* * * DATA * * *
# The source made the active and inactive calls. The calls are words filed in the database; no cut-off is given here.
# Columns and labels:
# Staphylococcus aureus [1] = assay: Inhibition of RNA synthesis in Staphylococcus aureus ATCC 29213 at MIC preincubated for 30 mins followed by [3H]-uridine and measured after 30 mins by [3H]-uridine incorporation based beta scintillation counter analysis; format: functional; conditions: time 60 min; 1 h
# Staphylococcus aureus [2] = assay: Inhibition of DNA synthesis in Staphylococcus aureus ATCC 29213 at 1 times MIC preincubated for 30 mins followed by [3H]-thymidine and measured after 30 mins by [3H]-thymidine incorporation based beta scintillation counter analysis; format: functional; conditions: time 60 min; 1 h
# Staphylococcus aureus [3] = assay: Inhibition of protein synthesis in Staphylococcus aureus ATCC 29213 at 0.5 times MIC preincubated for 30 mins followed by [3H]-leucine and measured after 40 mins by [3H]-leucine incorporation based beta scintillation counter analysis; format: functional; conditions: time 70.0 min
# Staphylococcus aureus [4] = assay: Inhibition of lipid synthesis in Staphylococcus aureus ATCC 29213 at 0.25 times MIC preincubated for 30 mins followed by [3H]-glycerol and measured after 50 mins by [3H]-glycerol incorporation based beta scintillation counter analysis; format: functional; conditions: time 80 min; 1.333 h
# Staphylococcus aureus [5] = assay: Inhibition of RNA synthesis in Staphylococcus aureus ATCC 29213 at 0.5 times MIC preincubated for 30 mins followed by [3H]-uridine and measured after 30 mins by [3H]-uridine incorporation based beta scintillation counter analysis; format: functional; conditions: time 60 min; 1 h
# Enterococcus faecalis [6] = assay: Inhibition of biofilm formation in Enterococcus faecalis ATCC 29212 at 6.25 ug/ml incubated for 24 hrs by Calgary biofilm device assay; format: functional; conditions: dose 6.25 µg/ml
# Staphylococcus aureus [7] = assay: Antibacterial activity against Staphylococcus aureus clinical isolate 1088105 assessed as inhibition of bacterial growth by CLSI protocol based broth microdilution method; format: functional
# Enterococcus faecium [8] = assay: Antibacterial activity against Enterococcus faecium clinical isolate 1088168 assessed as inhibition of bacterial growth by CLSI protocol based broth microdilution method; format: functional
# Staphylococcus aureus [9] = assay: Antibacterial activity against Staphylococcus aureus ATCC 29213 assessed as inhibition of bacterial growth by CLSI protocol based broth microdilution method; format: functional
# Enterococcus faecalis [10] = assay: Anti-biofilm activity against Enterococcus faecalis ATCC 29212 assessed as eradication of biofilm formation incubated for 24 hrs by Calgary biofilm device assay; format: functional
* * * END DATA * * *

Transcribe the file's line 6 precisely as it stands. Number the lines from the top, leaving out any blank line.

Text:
# Staphylococcus aureus [4] = assay: Inhibition of lipid synthesis in Staphylococcus aureus ATCC 29213 at 0.25 times MIC preincubated for 30 mins followed by [3H]-glycerol and measured after 50 mins by [3H]-glycerol incorporation based beta scintillation counter analysis; format: functional; conditions: time 80 min; 1.333 h